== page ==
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posted by martyb on Saturday November 10 2018, @04:52PM   Printer-friendly
from the Invest-now-and-get-in-on-the-'ground'-level! dept.

Researchers create 'bionic mushroom' that produces electricity

Scientists outlined in a study published Wednesday a "bionic mushroom" capable of producing its own electricity. To do this, researchers used cyanobacteria, a bacteria with a blue-green color that creates its energy through photosynthesis, like plants.

Researchers at the Stevens Institute for Technology said the microbes have been known in the bioengineering community to create electricity, but don't last as long because the artificial surfaces used to host the bacteria can't keep it thriving long enough. For their study, Manu Mannoor, an assistant professor of mechanical engineering at the institute, and postdoctorate fellow Sudeep Joshi tried a button mushroom.

[...] To create the "bionic mushroom," researchers used a 3D printer to create two types of electronic ink patterns, one containing the bacteria, and a second containing graphene nanoribbons to collect the current. Those patterns were placed on the mushroom's cap. [...] The mushroom was able to create a current of about 65 nanoAmps. Although the mushroom isn't strong enough to power a device, researchers say several of them could build up enough electrical current to light up an LED.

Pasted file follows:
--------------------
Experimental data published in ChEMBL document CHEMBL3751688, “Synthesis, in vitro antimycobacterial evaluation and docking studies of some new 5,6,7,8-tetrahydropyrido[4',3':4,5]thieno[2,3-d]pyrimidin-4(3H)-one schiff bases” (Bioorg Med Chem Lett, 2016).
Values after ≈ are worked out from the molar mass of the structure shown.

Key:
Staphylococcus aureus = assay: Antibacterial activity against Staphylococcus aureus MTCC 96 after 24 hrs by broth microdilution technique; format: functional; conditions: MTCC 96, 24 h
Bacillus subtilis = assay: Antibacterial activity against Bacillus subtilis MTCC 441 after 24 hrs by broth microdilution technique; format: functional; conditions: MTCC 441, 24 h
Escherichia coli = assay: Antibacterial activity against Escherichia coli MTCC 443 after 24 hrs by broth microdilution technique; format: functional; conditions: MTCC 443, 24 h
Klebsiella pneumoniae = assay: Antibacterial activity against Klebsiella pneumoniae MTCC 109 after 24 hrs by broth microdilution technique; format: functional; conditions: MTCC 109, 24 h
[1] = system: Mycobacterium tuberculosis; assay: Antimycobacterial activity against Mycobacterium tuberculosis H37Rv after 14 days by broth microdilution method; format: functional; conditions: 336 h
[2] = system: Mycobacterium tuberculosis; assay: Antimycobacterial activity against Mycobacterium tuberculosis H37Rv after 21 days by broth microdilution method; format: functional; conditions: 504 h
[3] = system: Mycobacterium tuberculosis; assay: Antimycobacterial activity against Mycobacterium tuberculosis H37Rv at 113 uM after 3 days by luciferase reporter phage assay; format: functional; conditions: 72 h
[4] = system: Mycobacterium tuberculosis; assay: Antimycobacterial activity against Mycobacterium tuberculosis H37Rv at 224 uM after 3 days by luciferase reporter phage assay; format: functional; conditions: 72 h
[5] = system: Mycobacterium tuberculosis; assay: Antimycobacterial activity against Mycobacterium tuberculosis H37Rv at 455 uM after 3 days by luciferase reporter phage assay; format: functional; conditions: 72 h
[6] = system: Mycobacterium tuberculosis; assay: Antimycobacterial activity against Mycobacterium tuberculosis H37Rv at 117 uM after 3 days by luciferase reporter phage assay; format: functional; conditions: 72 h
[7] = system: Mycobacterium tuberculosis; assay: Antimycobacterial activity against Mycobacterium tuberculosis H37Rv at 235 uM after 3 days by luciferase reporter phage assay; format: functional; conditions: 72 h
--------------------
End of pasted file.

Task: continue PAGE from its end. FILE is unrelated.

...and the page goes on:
Also at Discover Magazine, BBC, and The Independent.

Bacterial Nanobionics via 3D Printing (DOI: 10.1021/acs.nanolett.8b02642) (DX)

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  • (Score: 2) by RandomFactor on Sunday November 11 2018, @12:05AM (1 child)

    by RandomFactor (3682) Subscriber Badge on Sunday November 11 2018, @12:05AM (#760522) Journal

    Red LEDs commonly get down as low as 1mA.

    Each mushroom puts out 65nanoAmps

    By my calc, that's 15 mushrooms to light an LED, unless they have better LEDs, or switch to Portabella.

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  • (Score: 1) by pillo on Monday November 12 2018, @08:43AM

    by pillo (93) on Monday November 12 2018, @08:43AM (#760843)

    Nano- is s 6 orders of magnitude smaller than milli-; that means you would need 15'000 mushrooms to light up a single LED.
    But a dozen may be enough to power tiny commercial CPU ICs, so this technology could have actual uses.